# Solving $\cos(t\cos\theta)\cos(t\sin\theta) \sin 2\theta = \sin(t\cos\theta)\sin(t\sin\theta)$

I am trying to find all $$\theta\in\mathbb{R}$$ such that $$\cos(t\cos\theta)\cos(t\sin\theta) \sin 2\theta = \sin(t\cos\theta)\sin(t\sin\theta)$$ holds for all $$t\in\mathbb{R}$$. Just by looking at the equation it is clear that $$\theta = \frac{\pi n}{2}, n \in\mathbb{Z},$$ are solutions.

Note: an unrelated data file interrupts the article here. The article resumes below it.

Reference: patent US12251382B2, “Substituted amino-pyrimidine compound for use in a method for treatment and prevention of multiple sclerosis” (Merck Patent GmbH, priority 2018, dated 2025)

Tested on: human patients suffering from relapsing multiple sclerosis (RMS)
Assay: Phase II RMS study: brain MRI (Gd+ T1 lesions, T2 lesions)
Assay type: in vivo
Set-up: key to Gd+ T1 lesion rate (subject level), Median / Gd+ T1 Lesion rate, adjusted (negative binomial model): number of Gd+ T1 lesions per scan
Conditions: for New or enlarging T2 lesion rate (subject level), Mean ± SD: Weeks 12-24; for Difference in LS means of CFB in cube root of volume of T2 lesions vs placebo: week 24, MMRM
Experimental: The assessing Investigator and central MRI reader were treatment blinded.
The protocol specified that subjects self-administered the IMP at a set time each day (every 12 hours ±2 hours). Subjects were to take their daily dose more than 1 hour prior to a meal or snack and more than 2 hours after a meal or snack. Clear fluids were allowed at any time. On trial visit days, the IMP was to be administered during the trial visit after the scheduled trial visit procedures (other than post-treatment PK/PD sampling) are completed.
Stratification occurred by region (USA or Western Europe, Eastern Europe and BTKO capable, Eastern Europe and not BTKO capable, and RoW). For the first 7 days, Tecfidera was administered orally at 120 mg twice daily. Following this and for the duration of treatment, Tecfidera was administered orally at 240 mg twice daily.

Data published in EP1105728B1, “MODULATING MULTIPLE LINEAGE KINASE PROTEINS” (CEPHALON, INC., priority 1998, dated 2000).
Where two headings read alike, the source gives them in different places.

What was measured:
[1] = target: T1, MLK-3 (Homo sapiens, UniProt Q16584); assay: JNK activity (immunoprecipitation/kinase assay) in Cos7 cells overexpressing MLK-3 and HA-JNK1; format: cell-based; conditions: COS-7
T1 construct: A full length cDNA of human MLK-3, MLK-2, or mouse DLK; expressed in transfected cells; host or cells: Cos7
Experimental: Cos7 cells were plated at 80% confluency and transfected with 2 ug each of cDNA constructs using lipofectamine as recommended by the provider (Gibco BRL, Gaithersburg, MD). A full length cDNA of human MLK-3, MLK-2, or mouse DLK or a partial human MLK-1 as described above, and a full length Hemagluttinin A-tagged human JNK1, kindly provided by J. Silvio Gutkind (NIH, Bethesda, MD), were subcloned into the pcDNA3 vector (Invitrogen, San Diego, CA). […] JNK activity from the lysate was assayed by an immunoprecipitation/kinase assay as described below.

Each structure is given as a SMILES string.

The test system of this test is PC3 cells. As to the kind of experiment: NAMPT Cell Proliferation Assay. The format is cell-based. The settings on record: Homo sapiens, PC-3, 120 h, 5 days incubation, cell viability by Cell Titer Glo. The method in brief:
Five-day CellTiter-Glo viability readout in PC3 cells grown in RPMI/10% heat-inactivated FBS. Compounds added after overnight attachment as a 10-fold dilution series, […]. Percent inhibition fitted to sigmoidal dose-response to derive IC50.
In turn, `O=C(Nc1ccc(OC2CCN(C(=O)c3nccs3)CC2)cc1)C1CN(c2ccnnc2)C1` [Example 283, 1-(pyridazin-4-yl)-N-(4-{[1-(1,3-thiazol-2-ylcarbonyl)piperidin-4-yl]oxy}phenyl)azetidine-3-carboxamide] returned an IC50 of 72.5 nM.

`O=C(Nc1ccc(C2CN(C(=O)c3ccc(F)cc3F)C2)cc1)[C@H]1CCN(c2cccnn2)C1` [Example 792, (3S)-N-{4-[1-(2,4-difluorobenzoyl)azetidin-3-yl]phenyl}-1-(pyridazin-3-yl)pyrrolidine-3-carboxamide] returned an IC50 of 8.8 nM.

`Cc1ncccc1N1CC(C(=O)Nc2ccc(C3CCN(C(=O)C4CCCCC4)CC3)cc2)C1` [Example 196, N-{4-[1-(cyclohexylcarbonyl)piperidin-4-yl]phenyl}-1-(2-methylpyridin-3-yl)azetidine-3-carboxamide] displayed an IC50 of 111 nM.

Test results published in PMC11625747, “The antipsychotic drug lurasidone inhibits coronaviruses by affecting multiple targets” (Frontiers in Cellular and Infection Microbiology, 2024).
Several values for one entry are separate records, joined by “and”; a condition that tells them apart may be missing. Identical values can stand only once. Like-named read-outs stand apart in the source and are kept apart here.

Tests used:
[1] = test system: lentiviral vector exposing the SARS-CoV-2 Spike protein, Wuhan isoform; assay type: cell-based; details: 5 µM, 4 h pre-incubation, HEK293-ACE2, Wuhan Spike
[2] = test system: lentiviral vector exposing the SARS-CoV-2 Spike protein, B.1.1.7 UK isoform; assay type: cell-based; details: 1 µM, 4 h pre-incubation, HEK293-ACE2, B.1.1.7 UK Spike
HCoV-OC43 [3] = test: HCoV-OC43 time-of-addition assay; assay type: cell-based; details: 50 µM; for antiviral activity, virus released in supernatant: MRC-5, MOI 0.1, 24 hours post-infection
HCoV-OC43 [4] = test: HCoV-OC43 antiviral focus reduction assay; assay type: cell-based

I think that there are no more solutions, since if we assume that $$\theta \not= \frac{\pi n}{2},$$ we can rearrange the equation to get $$\sin 2\theta = \frac{\sin(t\cos\theta)\sin(t\sin\theta)}{\cos(t\cos\theta)\cos(t\sin\theta)} = \tan(t\cos\theta)\tan(t\sin\theta).$$ Is it safe to conclude from here that the RHS will in general depend on $$t$$, so no single choice of $$\theta$$ will work for all $$t$$? Is there a better way of seeing this?